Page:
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Last edited by Andy M on Sat Feb 11, 2012 5:30 pm, edited 1 time in total.

Andy M
Posts: 205
Joined: Wed May 13, 2009 9:17 pm

SOGWING Build Log: Joining Wing Halves

Post by Andy M » Sat Feb 11, 2012 4:47 pm

Joining Wing Halves:

I glued the 2 cross joint spars into one wing half before joining the wings. Align the spars by putting both wing halves together with the spars, but only glue the spars on one side.
On final wing assembly glue the 2 halves and the other half of the cross joint spars. I used 1 hr epoxy for the wing halves because they were not exactly flat with each other and I wanted to fill the gaps. I used Titebond III for the spars.

The long spars which do not span the wing joint can be added independently of joining the wing. I added them beforehand. I first used PU glue for these spars, cleaning up the foam as it dried. But it still ended up a not very neat job with removal of excess glue necessary afterwards. That is why I used Titebond for the other spars.
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Nose reinforcement:

One gets some hard landings on the slope so I added some reinforcement. This consists of a triangle of 2 laminations of 1/32” ply epoxied into a slot in the nose. The triangle is ~15 mm x 45 mm spanwise. I also added small pieces of epoxied Kevlar at the nose on both wing surfaces.
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Last edited by Andy M on Sat Feb 11, 2012 5:05 pm, edited 1 time in total.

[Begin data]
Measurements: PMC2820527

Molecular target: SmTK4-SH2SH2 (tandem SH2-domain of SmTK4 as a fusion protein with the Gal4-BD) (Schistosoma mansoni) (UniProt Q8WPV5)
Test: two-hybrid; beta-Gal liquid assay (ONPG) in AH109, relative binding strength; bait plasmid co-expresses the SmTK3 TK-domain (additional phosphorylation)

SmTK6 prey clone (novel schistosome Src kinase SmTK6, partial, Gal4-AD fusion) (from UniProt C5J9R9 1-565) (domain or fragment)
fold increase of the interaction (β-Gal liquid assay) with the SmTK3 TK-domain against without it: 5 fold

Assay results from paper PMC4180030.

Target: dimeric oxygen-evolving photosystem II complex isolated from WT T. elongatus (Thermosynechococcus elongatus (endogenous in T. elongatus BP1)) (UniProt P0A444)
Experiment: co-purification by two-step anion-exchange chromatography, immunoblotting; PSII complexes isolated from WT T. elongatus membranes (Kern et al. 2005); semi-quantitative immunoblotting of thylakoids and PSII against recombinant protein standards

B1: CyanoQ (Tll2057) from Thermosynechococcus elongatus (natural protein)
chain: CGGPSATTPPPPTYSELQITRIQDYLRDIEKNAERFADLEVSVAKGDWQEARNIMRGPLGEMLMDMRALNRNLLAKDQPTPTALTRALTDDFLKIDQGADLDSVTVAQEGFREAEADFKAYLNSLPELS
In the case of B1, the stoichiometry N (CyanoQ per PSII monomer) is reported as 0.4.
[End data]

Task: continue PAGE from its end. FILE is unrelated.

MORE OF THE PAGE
Andy M
Posts: 205
Joined: Wed May 13, 2009 9:17 pm

SOGWING Build Log: Adding elevons with the secondary hinges

Post by Andy M » Fri Feb 03, 2012 7:19 pm

Adding elevons with the secondary hinges:

1. Make 2 x 1/32” thick light balsa strips for the leading edge of the elevons at the hinge line. Pin these strips to the trailing edge of the wing at the hinge line with the secondary hinges free to wrap at the trailing side of the strip. Remember a similar balsa strip has already been added to the wing TE with the secondary hinges. Be sure to align the lower edge of the elevon strip with lower edge of the wing TE strip.
2. Glue the secondary hinges to the elevon strip. I used Weldbond.
3. When the hinge to strip glue is dry, attach the elevons to the strips. Do this on a flat surface ensuring there is compression between the elevon and wing. I pinned down the elevon, pushed the wing against the elevon and used tape to hold it together. A few pins to hold the 1/32” strip against the elevon also helps. I used Titebond III to glue the elevon to the rear strip.
4. When adhered, the top of the strips may need minor planing to be flush with the elevon/wing.
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Last edited by Andy M on Sat Feb 11, 2012 5:06 pm, edited 1 time in total.

Andy M
Posts: 205
Joined: Wed May 13, 2009 9:17 pm

SOGWING Build Log: Kevlar skin upper surface

Post by Andy M » Fri Feb 03, 2012 7:05 pm

Kevlar skin upper surface:

OK I've made my first mistake, being too skimpy with the excess when cutting out the Kevlar. Kevlar is expensive so I thought if I did an accurate job I could just allow ~1 cm of excess at the edges of the covering. I made a paper template for the half wing, transferred the shape to the Kevlar using a fine point Sharpie, and cut out the fabric per my note in the first post of this blog. I've learnt the following;

1. After cutting, because of the weave flexibility, the cut shape is not exactly the same as the template and,
2. A straight line marked on the fabric does not necessarily end up as a straight line after cutting. This all may be slightly affected by use of Polycrylic to help cut the fabric, as the cut line is stiffer than than rest of the fabric because of the Polycrylic.